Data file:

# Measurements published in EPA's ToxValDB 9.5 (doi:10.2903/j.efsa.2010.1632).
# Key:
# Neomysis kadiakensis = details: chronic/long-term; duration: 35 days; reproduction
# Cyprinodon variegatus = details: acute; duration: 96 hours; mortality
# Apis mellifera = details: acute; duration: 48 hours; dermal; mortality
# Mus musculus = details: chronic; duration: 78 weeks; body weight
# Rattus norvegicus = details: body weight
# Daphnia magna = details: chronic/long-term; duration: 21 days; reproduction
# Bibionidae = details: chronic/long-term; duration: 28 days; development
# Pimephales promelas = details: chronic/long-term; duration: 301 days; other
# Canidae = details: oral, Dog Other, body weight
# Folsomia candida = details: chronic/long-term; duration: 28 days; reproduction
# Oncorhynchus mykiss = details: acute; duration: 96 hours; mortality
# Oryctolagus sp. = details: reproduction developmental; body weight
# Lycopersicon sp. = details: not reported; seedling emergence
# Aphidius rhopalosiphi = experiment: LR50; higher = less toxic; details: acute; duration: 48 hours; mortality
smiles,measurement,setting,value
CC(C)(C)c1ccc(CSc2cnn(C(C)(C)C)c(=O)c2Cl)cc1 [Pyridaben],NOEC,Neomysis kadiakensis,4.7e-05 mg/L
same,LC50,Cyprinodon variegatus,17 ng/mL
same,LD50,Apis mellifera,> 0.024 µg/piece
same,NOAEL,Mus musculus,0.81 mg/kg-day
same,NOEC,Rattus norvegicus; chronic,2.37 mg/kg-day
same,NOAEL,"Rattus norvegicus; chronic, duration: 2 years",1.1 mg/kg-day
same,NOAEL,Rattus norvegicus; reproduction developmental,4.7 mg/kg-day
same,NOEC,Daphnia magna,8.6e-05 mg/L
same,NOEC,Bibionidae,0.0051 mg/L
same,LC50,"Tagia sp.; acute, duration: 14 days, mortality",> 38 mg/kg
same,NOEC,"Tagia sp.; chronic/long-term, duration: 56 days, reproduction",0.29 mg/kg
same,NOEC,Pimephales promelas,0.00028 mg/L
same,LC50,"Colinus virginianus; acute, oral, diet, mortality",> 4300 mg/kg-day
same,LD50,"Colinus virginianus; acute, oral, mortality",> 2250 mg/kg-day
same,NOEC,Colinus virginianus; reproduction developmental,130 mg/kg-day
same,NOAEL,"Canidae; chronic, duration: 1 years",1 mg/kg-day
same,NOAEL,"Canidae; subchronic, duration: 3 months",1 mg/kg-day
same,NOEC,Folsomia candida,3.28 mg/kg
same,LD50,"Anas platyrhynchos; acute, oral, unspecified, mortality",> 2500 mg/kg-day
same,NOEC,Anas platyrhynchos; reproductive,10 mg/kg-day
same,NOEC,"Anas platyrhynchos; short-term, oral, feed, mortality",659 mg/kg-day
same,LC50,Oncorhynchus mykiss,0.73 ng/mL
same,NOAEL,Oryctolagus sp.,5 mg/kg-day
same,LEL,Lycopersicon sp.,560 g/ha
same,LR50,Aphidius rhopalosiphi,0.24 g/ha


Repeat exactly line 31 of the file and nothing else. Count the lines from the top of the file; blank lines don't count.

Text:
same,LD50,"Colinus virginianus; acute, oral, mortality",> 2250 mg/kg-day